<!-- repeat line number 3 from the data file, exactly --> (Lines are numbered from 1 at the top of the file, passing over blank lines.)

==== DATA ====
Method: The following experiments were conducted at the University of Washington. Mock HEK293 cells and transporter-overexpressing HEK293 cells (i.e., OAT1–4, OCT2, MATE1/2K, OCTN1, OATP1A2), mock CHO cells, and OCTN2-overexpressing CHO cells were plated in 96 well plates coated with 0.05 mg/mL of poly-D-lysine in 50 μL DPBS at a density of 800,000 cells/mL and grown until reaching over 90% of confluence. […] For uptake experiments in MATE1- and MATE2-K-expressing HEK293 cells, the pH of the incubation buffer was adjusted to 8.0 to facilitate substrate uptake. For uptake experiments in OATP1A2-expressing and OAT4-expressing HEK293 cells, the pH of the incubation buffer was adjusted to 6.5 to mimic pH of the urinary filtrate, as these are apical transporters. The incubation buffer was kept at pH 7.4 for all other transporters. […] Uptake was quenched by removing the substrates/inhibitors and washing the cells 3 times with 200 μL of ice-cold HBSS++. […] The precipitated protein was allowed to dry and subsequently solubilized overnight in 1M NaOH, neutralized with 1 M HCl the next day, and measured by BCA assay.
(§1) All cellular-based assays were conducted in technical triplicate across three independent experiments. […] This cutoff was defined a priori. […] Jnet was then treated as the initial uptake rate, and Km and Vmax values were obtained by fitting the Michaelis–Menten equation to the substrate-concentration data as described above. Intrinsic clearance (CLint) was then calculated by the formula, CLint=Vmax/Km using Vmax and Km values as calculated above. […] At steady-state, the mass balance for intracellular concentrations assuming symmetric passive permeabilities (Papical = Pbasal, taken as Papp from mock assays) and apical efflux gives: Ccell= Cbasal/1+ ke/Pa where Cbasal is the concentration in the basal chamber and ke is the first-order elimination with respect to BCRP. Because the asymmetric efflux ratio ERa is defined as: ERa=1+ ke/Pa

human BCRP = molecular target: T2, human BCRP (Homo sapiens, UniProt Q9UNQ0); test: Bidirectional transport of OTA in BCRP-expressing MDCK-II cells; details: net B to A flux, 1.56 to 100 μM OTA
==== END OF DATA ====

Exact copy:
human BCRP = molecular target: T2, human BCRP (Homo sapiens, UniProt Q9UNQ0); test: Bidirectional transport of OTA in BCRP-expressing MDCK-II cells; details: net B to A flux, 1.56 to 100 μM OTA